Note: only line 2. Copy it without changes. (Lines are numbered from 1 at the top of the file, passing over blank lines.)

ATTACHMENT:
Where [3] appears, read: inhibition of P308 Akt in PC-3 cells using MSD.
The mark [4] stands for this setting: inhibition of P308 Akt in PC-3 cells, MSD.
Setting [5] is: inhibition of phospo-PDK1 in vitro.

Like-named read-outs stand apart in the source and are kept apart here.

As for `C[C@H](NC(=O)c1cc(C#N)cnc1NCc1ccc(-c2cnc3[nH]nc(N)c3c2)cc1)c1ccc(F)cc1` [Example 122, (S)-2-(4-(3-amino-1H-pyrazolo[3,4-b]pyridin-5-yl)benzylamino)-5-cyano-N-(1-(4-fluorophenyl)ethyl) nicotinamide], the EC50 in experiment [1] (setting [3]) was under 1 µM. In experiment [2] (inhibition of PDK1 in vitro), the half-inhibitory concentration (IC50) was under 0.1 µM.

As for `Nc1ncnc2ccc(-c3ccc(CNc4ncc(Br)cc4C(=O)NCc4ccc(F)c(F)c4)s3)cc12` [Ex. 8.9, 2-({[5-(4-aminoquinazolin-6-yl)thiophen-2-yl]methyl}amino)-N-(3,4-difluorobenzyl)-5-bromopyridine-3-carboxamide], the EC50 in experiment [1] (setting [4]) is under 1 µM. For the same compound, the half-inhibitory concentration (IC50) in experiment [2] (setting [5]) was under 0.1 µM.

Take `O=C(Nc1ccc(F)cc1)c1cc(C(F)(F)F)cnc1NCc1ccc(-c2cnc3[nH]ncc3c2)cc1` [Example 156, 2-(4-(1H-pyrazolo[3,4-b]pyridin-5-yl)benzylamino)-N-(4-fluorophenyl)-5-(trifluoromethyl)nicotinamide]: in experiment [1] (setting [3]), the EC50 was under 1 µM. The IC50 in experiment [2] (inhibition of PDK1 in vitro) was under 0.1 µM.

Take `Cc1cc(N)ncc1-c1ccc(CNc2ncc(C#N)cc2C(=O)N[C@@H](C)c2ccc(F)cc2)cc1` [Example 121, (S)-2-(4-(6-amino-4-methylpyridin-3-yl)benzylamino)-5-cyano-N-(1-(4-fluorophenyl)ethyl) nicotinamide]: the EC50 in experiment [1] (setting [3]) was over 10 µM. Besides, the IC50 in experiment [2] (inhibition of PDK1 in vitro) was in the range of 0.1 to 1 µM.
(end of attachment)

The mark [4] stands for this setting: inhibition of P308 Akt in PC-3 cells, MSD.